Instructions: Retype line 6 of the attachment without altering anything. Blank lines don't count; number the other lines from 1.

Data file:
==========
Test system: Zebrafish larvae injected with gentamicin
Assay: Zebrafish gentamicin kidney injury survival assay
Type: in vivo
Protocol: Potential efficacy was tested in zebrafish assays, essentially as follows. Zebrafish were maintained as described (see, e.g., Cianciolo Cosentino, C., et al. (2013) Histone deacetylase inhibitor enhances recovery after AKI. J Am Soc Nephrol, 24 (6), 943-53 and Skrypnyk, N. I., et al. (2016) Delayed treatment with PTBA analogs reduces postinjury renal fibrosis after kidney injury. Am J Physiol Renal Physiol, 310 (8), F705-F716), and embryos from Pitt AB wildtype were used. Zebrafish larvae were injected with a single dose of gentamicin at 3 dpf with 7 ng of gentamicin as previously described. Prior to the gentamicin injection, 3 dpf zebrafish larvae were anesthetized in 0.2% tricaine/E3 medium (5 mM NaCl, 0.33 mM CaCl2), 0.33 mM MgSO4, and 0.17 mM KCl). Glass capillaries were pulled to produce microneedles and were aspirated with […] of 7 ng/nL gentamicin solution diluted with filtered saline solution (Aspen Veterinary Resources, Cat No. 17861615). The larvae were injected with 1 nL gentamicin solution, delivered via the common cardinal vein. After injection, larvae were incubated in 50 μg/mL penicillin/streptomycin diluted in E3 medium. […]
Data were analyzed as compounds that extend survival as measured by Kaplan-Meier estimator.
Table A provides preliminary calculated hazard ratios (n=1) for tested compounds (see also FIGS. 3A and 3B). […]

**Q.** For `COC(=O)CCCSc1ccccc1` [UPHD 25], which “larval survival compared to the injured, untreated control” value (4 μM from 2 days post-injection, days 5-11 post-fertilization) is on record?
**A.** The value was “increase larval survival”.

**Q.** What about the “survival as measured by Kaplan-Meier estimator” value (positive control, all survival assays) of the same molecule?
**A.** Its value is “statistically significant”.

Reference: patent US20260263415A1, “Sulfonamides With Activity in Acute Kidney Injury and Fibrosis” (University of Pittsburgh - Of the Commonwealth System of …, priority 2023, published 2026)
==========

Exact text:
Table A provides preliminary calculated hazard ratios (n=1) for tested compounds (see also FIGS. 3A and 3B). […]